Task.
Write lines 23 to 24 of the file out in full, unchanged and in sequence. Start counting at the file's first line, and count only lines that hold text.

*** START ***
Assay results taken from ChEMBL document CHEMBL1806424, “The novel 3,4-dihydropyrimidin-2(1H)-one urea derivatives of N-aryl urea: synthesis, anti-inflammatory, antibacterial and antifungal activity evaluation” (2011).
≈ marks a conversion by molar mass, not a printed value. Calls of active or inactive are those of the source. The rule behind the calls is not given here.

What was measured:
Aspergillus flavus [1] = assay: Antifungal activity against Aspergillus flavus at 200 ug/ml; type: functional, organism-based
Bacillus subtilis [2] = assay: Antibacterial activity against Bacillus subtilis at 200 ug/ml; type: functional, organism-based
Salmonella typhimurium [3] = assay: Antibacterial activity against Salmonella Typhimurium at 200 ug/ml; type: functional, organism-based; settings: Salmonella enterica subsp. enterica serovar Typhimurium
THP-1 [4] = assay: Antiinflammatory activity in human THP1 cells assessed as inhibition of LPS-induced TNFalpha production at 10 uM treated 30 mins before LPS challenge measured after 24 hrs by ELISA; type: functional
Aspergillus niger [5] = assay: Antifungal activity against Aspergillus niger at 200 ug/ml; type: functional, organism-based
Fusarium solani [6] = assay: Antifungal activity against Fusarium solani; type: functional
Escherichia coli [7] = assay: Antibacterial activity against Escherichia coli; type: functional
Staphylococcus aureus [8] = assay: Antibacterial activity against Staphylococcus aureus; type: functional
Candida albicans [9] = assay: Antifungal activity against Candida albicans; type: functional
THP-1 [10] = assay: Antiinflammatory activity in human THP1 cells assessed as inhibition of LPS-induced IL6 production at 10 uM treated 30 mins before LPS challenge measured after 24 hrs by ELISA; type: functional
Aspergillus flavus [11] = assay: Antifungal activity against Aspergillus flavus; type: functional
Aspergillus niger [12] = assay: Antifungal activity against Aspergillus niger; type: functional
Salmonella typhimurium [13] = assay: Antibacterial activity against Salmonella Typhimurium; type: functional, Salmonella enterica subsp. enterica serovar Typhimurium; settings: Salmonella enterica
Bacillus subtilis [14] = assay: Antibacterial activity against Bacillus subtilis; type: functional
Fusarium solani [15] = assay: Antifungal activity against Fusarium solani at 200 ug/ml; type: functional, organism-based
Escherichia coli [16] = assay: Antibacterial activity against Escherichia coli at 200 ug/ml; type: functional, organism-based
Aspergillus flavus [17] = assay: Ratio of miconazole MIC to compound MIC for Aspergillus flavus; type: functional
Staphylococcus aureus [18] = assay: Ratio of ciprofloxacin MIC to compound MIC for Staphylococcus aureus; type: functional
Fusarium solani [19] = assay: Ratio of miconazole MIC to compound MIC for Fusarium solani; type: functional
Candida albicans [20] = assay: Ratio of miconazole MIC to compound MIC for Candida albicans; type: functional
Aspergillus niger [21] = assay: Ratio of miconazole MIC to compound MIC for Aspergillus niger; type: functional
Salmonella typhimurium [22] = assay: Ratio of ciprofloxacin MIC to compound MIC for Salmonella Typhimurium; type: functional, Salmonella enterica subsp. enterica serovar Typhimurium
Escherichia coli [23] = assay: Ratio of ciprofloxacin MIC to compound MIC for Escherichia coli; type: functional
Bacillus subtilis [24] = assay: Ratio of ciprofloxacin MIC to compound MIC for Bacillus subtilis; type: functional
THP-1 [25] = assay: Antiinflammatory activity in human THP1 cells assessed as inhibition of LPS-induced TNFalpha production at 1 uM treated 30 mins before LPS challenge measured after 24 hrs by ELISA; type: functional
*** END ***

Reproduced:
Candida albicans [20] = assay: Ratio of miconazole MIC to compound MIC for Candida albicans; type: functional
Aspergillus niger [21] = assay: Ratio of miconazole MIC to compound MIC for Aspergillus niger; type: functional